How Long does a U.S. Work Visa Last?

How Long Does a U.S. Work Visa Last?
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How long your U.S. work visa lasts depends on the type of visa you have. A Orlando work visa lawyer with our firm can help you apply to enter the country for employment reasons and explain your rights and obligations. We can also help you petition to extend your stay in the United States or apply to become a Lawful Permanent Resident (LPR).  

Understanding the Date on Your U.S. Work Visa

Your visa’s expiration date is not the same as your permitted length of stay in the United States. 

According to the U.S. Department of State, a visa permits you to travel to a U.S. port of entry. The expiration date on your visa indicates how long you have to present yourself at a port. In addition, your visa indicates if it is good for a single entry or multiple entries before it expires. 

A visa does not guarantee you entry into the United States. Once you arrive at a port, a U.S. immigration officer determines if you can come into the country. If you can enter, an officer will mark your admission stamp or Form I-94 with a set admitted-until date or with D/S (duration of status). D/S indicates you can stay as long as you continue your studies, exchange program, or qualifying employment.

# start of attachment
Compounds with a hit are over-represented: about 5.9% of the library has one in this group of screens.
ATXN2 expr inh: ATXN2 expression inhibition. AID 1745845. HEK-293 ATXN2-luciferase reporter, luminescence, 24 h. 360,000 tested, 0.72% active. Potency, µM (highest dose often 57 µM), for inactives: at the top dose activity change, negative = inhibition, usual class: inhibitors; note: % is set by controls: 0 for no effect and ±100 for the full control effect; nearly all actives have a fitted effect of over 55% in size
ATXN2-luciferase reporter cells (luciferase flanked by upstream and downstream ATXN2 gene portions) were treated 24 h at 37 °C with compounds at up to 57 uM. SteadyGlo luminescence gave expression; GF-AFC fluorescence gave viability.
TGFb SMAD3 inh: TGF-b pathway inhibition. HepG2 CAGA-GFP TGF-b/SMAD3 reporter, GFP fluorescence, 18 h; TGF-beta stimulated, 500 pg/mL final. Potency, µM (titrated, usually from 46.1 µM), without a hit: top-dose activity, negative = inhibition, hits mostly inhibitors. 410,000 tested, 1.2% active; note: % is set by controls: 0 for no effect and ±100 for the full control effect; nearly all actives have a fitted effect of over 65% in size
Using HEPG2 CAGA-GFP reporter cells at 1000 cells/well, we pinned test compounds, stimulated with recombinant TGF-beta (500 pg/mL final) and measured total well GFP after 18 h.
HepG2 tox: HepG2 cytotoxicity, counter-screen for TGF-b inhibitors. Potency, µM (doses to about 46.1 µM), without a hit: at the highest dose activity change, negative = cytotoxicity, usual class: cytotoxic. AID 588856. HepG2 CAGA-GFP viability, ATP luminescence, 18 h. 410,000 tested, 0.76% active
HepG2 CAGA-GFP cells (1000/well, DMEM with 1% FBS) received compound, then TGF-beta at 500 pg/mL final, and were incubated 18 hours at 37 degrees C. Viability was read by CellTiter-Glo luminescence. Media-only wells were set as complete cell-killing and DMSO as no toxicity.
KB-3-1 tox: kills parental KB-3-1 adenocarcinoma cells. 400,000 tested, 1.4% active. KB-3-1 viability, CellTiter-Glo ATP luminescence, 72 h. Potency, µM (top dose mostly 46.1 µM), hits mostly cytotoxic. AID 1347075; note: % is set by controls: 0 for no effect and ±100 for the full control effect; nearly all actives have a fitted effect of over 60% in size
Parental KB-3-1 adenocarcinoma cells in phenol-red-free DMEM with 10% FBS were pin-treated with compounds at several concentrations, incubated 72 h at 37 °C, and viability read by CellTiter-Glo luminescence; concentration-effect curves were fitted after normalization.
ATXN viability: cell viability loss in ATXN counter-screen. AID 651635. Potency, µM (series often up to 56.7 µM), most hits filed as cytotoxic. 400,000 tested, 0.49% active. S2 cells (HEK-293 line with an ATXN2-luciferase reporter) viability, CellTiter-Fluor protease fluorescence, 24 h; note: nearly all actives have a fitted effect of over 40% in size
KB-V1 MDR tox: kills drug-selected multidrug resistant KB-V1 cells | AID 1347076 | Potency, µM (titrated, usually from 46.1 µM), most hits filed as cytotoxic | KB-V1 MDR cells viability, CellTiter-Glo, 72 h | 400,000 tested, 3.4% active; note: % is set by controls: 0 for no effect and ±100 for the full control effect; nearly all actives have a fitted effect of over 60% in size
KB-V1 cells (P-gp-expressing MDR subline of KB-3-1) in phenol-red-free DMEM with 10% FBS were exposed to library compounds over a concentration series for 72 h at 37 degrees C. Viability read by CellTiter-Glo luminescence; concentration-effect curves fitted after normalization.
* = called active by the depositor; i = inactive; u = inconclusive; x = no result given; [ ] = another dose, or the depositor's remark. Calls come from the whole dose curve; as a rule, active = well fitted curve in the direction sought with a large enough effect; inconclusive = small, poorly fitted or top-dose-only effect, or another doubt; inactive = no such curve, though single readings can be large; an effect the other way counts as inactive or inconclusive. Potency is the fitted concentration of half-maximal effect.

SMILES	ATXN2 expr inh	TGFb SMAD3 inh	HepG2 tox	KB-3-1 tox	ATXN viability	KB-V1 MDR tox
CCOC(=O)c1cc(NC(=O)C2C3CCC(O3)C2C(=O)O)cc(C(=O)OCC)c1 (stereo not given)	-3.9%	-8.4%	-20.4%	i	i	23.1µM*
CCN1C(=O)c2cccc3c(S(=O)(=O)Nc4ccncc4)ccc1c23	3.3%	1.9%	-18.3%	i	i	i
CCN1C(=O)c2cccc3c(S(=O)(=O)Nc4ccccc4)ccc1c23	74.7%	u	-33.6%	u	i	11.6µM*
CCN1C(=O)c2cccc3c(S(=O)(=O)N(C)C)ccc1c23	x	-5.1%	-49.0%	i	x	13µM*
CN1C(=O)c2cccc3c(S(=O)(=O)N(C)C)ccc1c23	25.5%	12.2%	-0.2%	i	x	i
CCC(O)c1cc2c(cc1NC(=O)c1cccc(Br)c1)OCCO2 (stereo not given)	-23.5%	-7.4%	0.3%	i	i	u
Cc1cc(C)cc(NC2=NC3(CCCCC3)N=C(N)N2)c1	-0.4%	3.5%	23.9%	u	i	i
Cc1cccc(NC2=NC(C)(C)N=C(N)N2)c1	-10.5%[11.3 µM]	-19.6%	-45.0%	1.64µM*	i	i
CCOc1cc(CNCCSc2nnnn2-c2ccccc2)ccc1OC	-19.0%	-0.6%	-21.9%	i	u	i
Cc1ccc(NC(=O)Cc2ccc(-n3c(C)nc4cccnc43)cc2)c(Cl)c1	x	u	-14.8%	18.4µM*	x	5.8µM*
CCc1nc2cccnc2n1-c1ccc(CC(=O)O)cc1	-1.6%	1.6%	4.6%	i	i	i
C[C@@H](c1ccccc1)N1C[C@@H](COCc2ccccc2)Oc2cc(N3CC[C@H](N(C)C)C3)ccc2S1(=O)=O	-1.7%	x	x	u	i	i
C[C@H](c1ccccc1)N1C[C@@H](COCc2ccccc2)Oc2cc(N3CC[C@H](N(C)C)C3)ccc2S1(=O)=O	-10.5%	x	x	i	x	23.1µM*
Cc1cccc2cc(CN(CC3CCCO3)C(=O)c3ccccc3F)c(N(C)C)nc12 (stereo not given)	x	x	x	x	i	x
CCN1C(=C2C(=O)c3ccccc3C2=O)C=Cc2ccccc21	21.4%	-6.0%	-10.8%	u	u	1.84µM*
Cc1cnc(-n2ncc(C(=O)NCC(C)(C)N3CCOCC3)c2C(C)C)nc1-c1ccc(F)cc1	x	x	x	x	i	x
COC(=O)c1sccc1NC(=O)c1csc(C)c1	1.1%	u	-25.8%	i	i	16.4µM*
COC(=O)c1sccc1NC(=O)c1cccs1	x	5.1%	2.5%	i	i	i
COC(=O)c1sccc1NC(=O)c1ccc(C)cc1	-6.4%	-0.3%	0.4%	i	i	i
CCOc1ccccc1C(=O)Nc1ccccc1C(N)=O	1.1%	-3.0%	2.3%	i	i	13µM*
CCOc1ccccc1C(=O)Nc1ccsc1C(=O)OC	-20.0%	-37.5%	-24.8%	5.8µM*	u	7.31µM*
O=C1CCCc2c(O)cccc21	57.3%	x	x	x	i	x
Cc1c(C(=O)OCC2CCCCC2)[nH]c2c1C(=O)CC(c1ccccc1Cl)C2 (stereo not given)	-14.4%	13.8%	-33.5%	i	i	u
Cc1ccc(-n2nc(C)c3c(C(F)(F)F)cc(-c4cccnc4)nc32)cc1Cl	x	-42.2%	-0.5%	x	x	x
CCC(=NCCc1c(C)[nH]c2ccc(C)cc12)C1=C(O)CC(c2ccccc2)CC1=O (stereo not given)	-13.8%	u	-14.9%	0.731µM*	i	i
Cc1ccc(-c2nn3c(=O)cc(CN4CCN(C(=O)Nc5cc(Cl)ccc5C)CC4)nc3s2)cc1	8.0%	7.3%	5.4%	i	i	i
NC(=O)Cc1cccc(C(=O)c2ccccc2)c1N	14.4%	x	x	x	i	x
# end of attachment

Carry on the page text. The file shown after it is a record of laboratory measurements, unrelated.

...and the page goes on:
To consult with an experienced immigration lawyer today, call 855-780-9986

Different Work Visas Allow You to Stay in the U.S. for Different Lengths of Time

Non-immigrant work visas allow you to enter the country for varying lengths of time based on your employment. How long your U.S. work visa lasts depends on the visa you have. According to U.S. Citizenship and Immigration Services (USCIS), duration of stay limits for temporary work visas are as follows:

  • CW-1 visas for Commonwealth of the Northern Mariana Islands (CNMI)-only transitional workers: One year with a possible extension of up to three years
  • E-1 and E-2 visas for treaty traders and qualified employees: Two years with the possibility of unlimited two-year extensions
  • E-2C visas for long-term foreign investors in the CNMI: Until Dec. 31, 2029
  • E-3 visas for specialty occupation workers from Australia: Two years with the possibility of unlimited extensions
  • H-1B visas for specialty occupation workers: Three years with the possibility of a three-year extension
  • H-1C visas for registered nurses working in areas with a health professional shortage: Up to three years with no possibility of extension 
  • H-2A visas for temporary or seasonal agricultural workers and H-2B visas for temporary non-agricultural workers: Length of stay depends on your temporary labor certificate and terms of employment with an initial maximum of 12 months and an overall maximum of three years
  • H-3 visas for trainees (other than medical and academic) and special education exchange visitors: Up to two years for trainees and up to 18 months for special education visitors
  • I visas for representatives of foreign media: Duration of Status (D/S), i.e., the length of the assignment
  • L-1A and L-1B visas for intracompany transferees: Initial stay of up to one year with the possibility of extension 
  • O-1 and O-2 visas for individuals with extraordinary talents in the sciences, arts, education, business, athletics, or movie and television production, and their assistants: The amount of time it takes to complete your project, not to exceed three years